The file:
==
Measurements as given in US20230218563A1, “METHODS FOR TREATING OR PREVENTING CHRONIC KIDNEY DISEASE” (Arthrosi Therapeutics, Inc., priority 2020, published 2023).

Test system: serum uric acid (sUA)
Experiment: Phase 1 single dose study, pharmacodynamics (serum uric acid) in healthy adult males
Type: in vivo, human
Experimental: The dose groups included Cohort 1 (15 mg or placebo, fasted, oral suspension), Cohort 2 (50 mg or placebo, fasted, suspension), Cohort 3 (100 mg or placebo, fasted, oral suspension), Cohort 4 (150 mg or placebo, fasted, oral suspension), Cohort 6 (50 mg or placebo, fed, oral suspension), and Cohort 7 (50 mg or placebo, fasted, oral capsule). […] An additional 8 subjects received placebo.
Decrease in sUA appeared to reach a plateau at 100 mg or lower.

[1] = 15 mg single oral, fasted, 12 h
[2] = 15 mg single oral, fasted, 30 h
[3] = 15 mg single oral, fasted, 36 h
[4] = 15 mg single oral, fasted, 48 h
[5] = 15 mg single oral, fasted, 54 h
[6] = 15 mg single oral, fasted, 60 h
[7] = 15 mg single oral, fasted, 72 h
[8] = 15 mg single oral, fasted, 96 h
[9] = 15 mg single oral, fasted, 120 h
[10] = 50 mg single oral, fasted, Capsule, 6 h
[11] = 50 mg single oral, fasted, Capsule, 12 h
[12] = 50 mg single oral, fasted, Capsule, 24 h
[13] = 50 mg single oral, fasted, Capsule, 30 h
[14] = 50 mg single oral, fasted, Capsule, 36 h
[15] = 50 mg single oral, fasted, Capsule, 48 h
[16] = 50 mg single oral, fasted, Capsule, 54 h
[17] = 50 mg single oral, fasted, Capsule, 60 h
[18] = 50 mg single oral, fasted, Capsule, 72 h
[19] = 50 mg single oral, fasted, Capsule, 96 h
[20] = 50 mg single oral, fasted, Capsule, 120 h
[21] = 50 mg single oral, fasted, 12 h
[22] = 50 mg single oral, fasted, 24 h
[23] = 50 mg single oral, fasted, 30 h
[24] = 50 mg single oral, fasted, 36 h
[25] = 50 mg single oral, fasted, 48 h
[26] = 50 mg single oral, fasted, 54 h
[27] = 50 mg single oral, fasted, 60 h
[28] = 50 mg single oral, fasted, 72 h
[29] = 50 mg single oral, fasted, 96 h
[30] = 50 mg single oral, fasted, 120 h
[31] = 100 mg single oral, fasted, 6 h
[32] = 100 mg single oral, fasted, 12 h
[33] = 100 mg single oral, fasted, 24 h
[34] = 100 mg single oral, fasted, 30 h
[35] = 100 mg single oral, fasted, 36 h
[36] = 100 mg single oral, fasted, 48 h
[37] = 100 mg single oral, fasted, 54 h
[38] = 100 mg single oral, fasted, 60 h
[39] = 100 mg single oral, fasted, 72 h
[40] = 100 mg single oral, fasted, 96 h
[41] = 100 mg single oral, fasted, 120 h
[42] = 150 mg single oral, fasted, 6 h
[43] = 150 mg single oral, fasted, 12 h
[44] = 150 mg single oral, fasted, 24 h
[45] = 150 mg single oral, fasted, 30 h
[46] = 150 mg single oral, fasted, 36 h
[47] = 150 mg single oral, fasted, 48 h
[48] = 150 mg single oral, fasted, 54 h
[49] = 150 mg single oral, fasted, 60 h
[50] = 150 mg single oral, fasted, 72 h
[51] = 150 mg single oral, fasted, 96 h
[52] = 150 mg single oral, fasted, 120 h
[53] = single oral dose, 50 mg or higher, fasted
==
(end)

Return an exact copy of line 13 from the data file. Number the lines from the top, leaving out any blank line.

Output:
[7] = 15 mg single oral, fasted, 72 h